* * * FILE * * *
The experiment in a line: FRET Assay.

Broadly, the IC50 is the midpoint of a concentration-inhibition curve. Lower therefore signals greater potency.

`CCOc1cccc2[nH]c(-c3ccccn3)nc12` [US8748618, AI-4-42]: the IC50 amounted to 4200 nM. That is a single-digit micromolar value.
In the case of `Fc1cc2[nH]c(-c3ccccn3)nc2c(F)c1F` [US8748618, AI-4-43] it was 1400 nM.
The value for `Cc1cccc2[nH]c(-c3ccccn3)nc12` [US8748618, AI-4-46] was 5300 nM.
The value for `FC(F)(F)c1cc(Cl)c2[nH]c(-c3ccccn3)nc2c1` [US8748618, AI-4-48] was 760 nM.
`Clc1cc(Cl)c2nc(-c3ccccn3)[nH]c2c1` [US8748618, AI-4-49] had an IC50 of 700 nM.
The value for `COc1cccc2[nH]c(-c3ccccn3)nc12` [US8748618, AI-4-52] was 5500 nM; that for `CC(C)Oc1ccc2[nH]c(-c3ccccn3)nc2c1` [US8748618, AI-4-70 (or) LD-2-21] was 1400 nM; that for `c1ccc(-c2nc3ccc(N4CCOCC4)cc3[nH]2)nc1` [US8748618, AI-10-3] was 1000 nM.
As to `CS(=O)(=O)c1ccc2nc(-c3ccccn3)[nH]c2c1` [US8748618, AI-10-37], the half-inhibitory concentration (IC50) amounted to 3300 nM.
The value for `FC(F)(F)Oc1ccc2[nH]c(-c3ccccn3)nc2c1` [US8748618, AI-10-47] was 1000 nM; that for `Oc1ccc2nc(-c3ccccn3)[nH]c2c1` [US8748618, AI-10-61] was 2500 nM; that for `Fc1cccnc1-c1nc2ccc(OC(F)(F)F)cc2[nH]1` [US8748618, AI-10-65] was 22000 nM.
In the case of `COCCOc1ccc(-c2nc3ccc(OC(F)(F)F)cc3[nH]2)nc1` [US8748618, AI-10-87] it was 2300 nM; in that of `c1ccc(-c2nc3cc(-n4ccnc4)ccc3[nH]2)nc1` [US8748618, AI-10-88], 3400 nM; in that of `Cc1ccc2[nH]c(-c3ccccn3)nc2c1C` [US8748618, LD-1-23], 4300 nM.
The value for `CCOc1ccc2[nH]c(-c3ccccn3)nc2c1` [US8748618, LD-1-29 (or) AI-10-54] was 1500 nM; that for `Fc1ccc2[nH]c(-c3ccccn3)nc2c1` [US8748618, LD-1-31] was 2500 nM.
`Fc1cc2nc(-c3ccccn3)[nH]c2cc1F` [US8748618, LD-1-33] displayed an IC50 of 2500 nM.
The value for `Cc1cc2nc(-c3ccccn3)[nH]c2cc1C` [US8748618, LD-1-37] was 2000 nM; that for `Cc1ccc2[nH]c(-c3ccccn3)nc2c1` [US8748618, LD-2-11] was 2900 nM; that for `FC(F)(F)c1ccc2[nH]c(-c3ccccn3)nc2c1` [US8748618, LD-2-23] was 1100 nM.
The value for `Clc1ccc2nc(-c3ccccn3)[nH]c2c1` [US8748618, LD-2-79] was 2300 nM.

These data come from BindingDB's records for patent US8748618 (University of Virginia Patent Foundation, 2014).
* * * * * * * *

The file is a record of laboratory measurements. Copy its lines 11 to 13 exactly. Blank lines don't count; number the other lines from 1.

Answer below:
In the case of `COCCOc1ccc(-c2nc3ccc(OC(F)(F)F)cc3[nH]2)nc1` [US8748618, AI-10-87] it was 2300 nM; in that of `c1ccc(-c2nc3cc(-n4ccnc4)ccc3[nH]2)nc1` [US8748618, AI-10-88], 3400 nM; in that of `Cc1ccc2[nH]c(-c3ccccn3)nc2c1C` [US8748618, LD-1-23], 4300 nM.
The value for `CCOc1ccc2[nH]c(-c3ccccn3)nc2c1` [US8748618, LD-1-29 (or) AI-10-54] was 1500 nM; that for `Fc1ccc2[nH]c(-c3ccccn3)nc2c1` [US8748618, LD-1-31] was 2500 nM.
`Fc1cc2nc(-c3ccccn3)[nH]c2cc1F` [US8748618, LD-1-33] displayed an IC50 of 2500 nM.